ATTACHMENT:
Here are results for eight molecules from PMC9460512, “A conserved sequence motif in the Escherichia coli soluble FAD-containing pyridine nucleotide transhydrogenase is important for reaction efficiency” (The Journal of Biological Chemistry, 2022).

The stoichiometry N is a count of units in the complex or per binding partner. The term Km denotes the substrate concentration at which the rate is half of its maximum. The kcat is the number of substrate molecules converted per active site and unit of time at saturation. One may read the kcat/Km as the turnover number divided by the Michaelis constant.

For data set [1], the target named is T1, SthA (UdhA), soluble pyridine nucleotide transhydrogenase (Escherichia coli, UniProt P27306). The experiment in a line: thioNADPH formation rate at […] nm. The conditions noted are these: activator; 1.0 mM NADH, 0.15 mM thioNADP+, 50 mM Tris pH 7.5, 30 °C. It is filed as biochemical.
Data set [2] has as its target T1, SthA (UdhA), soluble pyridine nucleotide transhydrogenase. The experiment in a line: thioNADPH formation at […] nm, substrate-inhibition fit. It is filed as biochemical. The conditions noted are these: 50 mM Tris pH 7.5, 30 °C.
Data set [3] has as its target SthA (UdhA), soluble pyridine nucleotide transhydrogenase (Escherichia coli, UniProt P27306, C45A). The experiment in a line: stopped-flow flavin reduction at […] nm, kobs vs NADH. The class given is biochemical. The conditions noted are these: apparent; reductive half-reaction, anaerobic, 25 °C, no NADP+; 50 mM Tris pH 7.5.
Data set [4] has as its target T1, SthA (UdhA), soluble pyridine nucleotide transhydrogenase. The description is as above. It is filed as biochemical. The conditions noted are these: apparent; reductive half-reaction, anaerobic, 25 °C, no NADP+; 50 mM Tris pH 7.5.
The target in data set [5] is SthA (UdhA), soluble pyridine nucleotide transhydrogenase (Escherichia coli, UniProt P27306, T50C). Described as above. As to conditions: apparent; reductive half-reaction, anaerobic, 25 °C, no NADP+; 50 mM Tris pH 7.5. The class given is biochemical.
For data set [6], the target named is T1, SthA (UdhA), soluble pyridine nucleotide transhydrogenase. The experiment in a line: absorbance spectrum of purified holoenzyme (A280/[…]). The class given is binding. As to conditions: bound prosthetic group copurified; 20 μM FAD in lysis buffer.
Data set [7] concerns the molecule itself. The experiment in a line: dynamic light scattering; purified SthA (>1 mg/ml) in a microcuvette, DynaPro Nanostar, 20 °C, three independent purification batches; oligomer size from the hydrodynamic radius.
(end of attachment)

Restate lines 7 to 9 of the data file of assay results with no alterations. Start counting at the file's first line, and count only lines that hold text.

The target in data set [5] is SthA (UdhA), soluble pyridine nucleotide transhydrogenase (Escherichia coli, UniProt P27306, T50C). Described as above. As to conditions: apparent; reductive half-reaction, anaerobic, 25 °C, no NADP+; 50 mM Tris pH 7.5. The class given is biochemical.
For data set [6], the target named is T1, SthA (UdhA), soluble pyridine nucleotide transhydrogenase. The experiment in a line: absorbance spectrum of purified holoenzyme (A280/[…]). The class given is binding. As to conditions: bound prosthetic group copurified; 20 μM FAD in lysis buffer.
Data set [7] concerns the molecule itself. The experiment in a line: dynamic light scattering; purified SthA (>1 mg/ml) in a microcuvette, DynaPro Nanostar, 20 °C, three independent purification batches; oligomer size from the hydrodynamic radius.